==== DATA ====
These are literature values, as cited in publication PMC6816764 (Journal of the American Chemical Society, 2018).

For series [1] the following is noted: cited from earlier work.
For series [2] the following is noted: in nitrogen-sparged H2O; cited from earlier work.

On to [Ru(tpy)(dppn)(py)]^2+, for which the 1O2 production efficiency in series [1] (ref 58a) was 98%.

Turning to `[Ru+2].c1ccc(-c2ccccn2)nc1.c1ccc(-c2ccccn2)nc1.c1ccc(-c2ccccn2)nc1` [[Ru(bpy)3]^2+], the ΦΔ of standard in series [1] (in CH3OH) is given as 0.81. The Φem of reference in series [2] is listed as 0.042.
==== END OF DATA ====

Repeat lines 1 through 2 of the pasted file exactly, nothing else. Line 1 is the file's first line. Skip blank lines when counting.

These are literature values, as cited in publication PMC6816764 (Journal of the American Chemical Society, 2018).

For series [1] the following is noted: cited from earlier work.